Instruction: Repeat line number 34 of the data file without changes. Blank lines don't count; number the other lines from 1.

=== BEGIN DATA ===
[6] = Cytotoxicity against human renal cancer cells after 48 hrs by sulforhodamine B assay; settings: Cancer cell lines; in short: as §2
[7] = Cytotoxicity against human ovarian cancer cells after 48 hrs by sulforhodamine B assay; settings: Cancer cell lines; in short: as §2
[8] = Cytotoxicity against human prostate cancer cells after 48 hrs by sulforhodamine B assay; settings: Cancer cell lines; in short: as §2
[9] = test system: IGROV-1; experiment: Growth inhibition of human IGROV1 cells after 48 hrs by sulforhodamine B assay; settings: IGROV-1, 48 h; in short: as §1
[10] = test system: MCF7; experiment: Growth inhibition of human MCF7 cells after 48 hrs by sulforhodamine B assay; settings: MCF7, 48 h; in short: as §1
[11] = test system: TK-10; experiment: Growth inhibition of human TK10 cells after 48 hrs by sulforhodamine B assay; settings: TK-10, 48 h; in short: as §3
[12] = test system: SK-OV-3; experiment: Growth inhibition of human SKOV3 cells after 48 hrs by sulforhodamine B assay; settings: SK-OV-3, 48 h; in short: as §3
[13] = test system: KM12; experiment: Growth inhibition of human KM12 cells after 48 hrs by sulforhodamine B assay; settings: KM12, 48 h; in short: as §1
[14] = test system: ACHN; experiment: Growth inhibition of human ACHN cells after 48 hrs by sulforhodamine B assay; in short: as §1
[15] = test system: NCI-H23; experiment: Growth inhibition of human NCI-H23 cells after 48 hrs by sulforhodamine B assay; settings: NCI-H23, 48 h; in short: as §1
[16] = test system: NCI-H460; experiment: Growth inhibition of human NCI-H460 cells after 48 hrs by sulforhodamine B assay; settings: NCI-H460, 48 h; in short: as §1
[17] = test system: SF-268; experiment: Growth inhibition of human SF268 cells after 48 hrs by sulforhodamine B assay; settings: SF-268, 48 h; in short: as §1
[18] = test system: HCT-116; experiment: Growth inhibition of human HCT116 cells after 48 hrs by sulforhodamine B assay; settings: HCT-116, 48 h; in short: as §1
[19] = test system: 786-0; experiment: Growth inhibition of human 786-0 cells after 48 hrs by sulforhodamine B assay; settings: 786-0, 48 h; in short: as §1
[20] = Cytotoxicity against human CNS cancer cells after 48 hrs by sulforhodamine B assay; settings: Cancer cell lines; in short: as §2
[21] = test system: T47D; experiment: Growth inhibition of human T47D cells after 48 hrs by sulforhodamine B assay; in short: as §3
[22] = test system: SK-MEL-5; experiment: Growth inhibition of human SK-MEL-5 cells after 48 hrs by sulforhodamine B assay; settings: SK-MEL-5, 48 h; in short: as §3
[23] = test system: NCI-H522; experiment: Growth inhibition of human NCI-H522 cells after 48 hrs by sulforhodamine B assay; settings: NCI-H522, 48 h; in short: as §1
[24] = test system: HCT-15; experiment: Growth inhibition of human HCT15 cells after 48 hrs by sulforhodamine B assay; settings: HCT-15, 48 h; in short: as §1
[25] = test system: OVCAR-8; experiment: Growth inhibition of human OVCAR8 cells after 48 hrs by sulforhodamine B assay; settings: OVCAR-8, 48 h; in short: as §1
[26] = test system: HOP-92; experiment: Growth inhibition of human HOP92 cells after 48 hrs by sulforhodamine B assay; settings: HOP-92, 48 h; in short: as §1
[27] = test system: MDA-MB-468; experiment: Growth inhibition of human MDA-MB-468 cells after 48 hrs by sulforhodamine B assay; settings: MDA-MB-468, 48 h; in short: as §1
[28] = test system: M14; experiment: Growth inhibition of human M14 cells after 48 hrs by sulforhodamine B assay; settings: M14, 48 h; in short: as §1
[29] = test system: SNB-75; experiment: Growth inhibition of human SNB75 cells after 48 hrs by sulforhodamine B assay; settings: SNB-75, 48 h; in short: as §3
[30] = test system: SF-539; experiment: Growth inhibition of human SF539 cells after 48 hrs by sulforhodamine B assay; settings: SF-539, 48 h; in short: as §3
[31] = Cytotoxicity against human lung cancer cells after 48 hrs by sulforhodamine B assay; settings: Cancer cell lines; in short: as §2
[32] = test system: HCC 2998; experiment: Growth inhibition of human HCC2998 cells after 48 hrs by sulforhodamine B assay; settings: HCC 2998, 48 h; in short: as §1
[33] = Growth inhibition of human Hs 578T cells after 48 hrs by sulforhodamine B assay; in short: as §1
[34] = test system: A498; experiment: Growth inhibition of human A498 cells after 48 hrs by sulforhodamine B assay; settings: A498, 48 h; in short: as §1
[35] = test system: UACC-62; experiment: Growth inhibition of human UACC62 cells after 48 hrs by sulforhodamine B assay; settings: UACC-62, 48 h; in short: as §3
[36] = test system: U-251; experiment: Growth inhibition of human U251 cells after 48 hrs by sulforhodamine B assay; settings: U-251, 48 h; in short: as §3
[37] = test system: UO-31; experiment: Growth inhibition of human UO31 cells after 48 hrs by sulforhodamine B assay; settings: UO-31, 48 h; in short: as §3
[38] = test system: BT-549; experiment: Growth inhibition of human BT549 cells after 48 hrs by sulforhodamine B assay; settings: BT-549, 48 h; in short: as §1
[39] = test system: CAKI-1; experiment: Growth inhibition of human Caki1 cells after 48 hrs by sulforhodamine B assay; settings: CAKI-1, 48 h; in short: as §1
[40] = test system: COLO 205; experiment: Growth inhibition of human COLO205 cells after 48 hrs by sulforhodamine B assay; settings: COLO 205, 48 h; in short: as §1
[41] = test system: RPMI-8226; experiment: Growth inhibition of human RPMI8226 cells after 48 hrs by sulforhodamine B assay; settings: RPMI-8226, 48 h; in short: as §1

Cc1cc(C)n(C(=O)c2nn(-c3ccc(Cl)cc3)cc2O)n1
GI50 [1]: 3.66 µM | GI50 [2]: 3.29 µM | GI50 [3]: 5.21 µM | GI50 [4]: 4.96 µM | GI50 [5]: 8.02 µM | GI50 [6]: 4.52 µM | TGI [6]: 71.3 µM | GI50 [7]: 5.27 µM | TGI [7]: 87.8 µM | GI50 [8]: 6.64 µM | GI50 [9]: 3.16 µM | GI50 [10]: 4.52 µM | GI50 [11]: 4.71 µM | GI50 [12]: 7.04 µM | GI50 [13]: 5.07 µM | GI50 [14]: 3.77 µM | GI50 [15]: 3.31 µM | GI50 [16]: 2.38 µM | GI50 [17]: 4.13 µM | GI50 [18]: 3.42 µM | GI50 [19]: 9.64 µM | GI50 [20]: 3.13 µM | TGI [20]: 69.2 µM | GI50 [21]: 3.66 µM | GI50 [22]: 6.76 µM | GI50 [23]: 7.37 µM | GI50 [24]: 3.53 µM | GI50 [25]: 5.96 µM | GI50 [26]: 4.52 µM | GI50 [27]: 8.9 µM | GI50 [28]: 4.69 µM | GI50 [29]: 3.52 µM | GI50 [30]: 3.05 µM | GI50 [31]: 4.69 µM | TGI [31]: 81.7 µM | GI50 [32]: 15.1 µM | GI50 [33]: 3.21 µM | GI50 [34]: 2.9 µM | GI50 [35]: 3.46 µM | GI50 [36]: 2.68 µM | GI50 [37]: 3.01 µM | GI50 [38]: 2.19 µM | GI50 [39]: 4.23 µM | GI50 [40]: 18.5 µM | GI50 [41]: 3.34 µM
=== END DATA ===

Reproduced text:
[39] = test system: CAKI-1; experiment: Growth inhibition of human Caki1 cells after 48 hrs by sulforhodamine B assay; settings: CAKI-1, 48 h; in short: as §1